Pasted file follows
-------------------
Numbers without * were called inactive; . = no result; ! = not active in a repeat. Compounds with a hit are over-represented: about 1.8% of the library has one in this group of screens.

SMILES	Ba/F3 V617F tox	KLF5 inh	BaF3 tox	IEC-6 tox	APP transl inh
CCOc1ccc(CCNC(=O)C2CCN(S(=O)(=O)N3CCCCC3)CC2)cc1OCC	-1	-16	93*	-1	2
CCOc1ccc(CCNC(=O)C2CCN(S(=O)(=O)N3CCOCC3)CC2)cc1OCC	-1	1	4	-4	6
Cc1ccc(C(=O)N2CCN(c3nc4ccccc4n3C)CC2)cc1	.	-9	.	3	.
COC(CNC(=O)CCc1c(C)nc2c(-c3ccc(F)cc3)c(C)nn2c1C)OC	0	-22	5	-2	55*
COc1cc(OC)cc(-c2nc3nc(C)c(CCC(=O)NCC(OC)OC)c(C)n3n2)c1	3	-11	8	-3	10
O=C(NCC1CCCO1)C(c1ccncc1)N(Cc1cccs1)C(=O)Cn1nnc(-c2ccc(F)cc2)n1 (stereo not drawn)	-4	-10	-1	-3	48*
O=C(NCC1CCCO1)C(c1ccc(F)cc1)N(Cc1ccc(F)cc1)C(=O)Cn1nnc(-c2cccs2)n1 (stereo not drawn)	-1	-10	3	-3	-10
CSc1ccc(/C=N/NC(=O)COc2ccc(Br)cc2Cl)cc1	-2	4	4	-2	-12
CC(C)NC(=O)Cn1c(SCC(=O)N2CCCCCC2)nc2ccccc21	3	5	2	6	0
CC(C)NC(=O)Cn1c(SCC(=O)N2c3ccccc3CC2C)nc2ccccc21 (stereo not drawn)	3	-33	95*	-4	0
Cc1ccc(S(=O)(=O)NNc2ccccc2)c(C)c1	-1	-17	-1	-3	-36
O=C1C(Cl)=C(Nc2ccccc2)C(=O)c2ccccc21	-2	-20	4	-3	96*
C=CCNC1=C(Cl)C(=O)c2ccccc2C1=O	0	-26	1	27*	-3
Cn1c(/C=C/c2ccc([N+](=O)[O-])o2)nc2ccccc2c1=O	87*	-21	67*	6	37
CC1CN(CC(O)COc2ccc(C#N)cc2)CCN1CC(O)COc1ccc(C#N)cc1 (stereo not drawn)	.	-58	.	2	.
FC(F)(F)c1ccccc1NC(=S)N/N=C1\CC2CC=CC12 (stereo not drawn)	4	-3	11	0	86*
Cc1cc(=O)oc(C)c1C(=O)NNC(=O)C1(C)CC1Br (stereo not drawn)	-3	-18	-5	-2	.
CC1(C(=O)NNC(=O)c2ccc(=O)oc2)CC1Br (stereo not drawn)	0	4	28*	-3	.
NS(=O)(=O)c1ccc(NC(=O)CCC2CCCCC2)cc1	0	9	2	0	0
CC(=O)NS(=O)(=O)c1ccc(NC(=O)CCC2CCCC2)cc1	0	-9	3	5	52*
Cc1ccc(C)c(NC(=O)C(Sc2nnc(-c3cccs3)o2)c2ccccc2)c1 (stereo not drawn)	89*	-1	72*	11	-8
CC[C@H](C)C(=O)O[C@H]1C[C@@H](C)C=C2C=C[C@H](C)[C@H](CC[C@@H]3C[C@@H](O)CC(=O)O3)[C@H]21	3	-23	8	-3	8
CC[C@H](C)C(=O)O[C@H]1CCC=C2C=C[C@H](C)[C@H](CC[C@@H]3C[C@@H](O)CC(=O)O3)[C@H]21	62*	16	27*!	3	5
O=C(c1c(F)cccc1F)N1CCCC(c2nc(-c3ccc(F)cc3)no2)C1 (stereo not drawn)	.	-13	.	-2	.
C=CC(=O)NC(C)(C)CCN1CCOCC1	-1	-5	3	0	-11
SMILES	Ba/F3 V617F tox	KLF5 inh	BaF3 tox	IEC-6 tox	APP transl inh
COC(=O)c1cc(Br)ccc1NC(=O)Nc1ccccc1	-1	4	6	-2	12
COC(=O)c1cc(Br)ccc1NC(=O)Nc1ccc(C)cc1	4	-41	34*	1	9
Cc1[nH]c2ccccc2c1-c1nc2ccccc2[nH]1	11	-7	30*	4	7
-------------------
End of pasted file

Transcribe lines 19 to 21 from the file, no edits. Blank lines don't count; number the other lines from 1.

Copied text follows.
Cc1cc(=O)oc(C)c1C(=O)NNC(=O)C1(C)CC1Br (stereo not drawn)	-3	-18	-5	-2	.
CC1(C(=O)NNC(=O)c2ccc(=O)oc2)CC1Br (stereo not drawn)	0	4	28*	-3	.
NS(=O)(=O)c1ccc(NC(=O)CCC2CCCCC2)cc1	0	9	2	0	0